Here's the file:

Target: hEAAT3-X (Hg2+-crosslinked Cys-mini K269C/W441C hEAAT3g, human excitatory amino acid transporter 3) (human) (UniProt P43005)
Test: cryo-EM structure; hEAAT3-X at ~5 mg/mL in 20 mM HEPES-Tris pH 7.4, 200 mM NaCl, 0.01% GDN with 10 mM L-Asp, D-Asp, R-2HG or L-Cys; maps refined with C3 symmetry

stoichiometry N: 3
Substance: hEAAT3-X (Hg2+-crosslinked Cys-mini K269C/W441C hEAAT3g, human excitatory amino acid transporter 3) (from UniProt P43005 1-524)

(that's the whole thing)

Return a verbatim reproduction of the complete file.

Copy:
Target: hEAAT3-X (Hg2+-crosslinked Cys-mini K269C/W441C hEAAT3g, human excitatory amino acid transporter 3) (human) (UniProt P43005)
Test: cryo-EM structure; hEAAT3-X at ~5 mg/mL in 20 mM HEPES-Tris pH 7.4, 200 mM NaCl, 0.01% GDN with 10 mM L-Asp, D-Asp, R-2HG or L-Cys; maps refined with C3 symmetry

stoichiometry N: 3
Substance: hEAAT3-X (Hg2+-crosslinked Cys-mini K269C/W441C hEAAT3g, human excitatory amino acid transporter 3) (from UniProt P43005 1-524)